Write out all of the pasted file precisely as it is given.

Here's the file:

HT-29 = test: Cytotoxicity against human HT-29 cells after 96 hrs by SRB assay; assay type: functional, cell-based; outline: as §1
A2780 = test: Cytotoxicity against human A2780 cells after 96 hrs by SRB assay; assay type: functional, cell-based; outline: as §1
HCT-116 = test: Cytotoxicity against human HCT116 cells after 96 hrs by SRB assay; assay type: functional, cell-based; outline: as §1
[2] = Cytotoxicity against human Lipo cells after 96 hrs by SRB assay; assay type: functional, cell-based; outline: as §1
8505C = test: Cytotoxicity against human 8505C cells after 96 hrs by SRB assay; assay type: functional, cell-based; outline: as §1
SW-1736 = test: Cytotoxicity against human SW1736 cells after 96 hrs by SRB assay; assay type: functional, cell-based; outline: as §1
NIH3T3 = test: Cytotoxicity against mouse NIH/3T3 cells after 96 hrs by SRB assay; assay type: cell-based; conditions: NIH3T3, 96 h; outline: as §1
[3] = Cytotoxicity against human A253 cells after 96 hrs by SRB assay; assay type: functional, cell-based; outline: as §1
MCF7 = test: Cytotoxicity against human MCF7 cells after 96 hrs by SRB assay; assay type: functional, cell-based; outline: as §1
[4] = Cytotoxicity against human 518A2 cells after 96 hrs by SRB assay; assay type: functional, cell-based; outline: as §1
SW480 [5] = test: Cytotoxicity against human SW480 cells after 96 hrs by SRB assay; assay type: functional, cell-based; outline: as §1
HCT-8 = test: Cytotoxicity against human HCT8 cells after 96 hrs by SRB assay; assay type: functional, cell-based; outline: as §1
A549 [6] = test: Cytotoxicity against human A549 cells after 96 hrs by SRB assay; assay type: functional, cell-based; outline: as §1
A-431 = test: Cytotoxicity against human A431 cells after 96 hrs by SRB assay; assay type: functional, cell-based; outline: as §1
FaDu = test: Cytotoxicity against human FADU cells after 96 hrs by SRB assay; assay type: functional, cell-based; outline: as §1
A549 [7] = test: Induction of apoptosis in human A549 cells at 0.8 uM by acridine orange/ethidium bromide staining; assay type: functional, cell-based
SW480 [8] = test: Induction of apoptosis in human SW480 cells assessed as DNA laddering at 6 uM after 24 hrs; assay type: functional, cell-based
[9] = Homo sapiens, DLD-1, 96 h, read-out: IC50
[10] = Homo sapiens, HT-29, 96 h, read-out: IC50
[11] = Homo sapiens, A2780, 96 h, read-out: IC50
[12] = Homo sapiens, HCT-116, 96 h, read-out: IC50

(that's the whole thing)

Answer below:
HT-29 = test: Cytotoxicity against human HT-29 cells after 96 hrs by SRB assay; assay type: functional, cell-based; outline: as §1
A2780 = test: Cytotoxicity against human A2780 cells after 96 hrs by SRB assay; assay type: functional, cell-based; outline: as §1
HCT-116 = test: Cytotoxicity against human HCT116 cells after 96 hrs by SRB assay; assay type: functional, cell-based; outline: as §1
[2] = Cytotoxicity against human Lipo cells after 96 hrs by SRB assay; assay type: functional, cell-based; outline: as §1
8505C = test: Cytotoxicity against human 8505C cells after 96 hrs by SRB assay; assay type: functional, cell-based; outline: as §1
SW-1736 = test: Cytotoxicity against human SW1736 cells after 96 hrs by SRB assay; assay type: functional, cell-based; outline: as §1
NIH3T3 = test: Cytotoxicity against mouse NIH/3T3 cells after 96 hrs by SRB assay; assay type: cell-based; conditions: NIH3T3, 96 h; outline: as §1
[3] = Cytotoxicity against human A253 cells after 96 hrs by SRB assay; assay type: functional, cell-based; outline: as §1
MCF7 = test: Cytotoxicity against human MCF7 cells after 96 hrs by SRB assay; assay type: functional, cell-based; outline: as §1
[4] = Cytotoxicity against human 518A2 cells after 96 hrs by SRB assay; assay type: functional, cell-based; outline: as §1
SW480 [5] = test: Cytotoxicity against human SW480 cells after 96 hrs by SRB assay; assay type: functional, cell-based; outline: as §1
HCT-8 = test: Cytotoxicity against human HCT8 cells after 96 hrs by SRB assay; assay type: functional, cell-based; outline: as §1
A549 [6] = test: Cytotoxicity against human A549 cells after 96 hrs by SRB assay; assay type: functional, cell-based; outline: as §1
A-431 = test: Cytotoxicity against human A431 cells after 96 hrs by SRB assay; assay type: functional, cell-based; outline: as §1
FaDu = test: Cytotoxicity against human FADU cells after 96 hrs by SRB assay; assay type: functional, cell-based; outline: as §1
A549 [7] = test: Induction of apoptosis in human A549 cells at 0.8 uM by acridine orange/ethidium bromide staining; assay type: functional, cell-based
SW480 [8] = test: Induction of apoptosis in human SW480 cells assessed as DNA laddering at 6 uM after 24 hrs; assay type: functional, cell-based
[9] = Homo sapiens, DLD-1, 96 h, read-out: IC50
[10] = Homo sapiens, HT-29, 96 h, read-out: IC50
[11] = Homo sapiens, A2780, 96 h, read-out: IC50
[12] = Homo sapiens, HCT-116, 96 h, read-out: IC50